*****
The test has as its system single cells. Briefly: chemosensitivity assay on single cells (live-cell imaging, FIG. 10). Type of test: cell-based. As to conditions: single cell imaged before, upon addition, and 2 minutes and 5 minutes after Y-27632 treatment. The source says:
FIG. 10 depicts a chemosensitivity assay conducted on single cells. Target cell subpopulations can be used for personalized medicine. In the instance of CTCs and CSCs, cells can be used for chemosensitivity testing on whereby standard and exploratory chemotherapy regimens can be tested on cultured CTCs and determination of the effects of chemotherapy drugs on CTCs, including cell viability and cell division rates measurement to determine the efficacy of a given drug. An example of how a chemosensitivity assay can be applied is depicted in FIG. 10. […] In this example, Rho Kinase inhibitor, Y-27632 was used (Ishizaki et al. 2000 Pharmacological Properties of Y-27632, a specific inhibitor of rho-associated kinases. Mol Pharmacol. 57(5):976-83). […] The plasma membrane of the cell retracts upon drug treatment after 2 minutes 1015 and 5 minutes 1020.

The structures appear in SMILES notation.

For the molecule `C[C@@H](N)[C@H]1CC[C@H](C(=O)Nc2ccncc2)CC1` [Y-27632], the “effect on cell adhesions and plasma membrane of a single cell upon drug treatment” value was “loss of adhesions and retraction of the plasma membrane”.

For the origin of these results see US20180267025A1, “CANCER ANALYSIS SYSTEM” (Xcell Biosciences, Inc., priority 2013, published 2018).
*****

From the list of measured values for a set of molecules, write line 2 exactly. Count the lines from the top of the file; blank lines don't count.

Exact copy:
FIG. 10 depicts a chemosensitivity assay conducted on single cells. Target cell subpopulations can be used for personalized medicine. In the instance of CTCs and CSCs, cells can be used for chemosensitivity testing on whereby standard and exploratory chemotherapy regimens can be tested on cultured CTCs and determination of the effects of chemotherapy drugs on CTCs, including cell viability and cell division rates measurement to determine the efficacy of a given drug. An example of how a chemosensitivity assay can be applied is depicted in FIG. 10. […] In this example, Rho Kinase inhibitor, Y-27632 was used (Ishizaki et al. 2000 Pharmacological Properties of Y-27632, a specific inhibitor of rho-associated kinases. Mol Pharmacol. 57(5):976-83). […] The plasma membrane of the cell retracts upon drug treatment after 2 minutes 1015 and 5 minutes 1020.